After Sen. Kamala Harris made her campaign debut as Joe Biden’s vice presidential pick on Wednesday, she posed for pictures with her husband, Douglas Emhoff, who would also make history if the ticket is elected in November.
While Harris has shattered political barriers by becoming the first Black and Indian American woman joining a major party ticket, her husband would also represent a change in political and gender norms if he becomes the first male spouse of a vice president.
“Doug, you’re going to have to learn what it means to be a barrier-breaker yourself in this job you’re about to take on: America’s first second gentleman,” Biden said at his first joint appearance with Harris in Wilmington, Delaware, on Wednesday.
Emhoff, a successful entertainment lawyer, was a mostly quiet and supportive presence on the campaign trail when Harris was running for president. He shied away from the spotlight, and was often seen backstage or at the edge of the crowd at Harris’ events sporting a “Kamala” T-shirt. But he is active on social media, with his supporters calling themselves the #DougHive, modeled after Harris’ supporters and the #KHive.
“Cueing to other voters, in particular other men, the need to sometimes step back and lift up women’s voices in this process and that sort of symbolic nod that Doug Emhoff seems to be giving is going to be important to and perhaps influence future generations of men,” said Kelly Dittmar, an associate Professor of Political Science at Rutgers University–Camden.
But he garnered attention last year when he rushed onstage to protect Harris after a protester came close enough to the senator to grab her microphone.
Emhoff also defended Harris when Donald Trump Jr., the President’s son, retweeted a racist lie that Harris is not a Black American because her parents immigrated from Jamaica and India.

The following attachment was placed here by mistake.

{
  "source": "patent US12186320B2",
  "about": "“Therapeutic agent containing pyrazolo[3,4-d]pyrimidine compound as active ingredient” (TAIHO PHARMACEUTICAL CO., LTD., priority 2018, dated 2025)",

A Brooklyn native, Emhoff moved to Southern California in his teens and attended the USC Gould School of Law. He launched his own firm in 2000 before Venable acquired it in 2006. Now working at the law firm DLA Piper, Emhoff has continued to focus on business, entertainment and intellectual property law in both California and Washington, DC.
He describes himself in his Twitter bio as an “advocate for justice and equality,” in addition to “dad, @kamalaharris hubby, lawyer,” and “wannabe golfer.”
Emhoff did a rare interview in March 2019 with The Hollywood Reporter and discussed his work, telling the publication that he has enjoyed continuing to practice law during the campaign “because it’s something that I love and I’m good at.”
Harris and Emhoff, who are both 55 years old, met after they were set up on a blind date in 2013 by Harris’ best friend, Chrisette Hudlin, when Harris was California’s attorney general. Emhoff was at the time divorced from Kerstin Emhoff, with whom he had two children, Cole and Ella.
Harris writes in her 2019 memoir “The Truths We Hold” that after hitting it off on their first date, Emhoff emailed her the morning after outlining his available dates for the next couple of months and telling her he was “too old to play games or hide the ball” because he really liked her.
They had a swift courtship, and Doug proposed in 2014 during a discussion of what kind of Thai take-out to order. The couple was married at the courthouse in Santa Barbara later that year in a ceremony officiated by Harris’ sister Maya.
Harris on Saturday thanked Biden supporters on Twitter for being “so welcoming” to her and her husband since she was announced as Biden’s running mate.
She wrote in Elle magazine in May 2019 about how her stepchildren came up with the name “Momala” a few years after she and Doug were married because they preferred the term over “stepmom.”
“My family means everything to me. And I’ve had a lot of titles over my career, and certainly, ‘Vice President’ will be great, but ‘Momala’ will always be the one that means the most,” Harris said on Wednesday in her first speech as the vice presidential pick.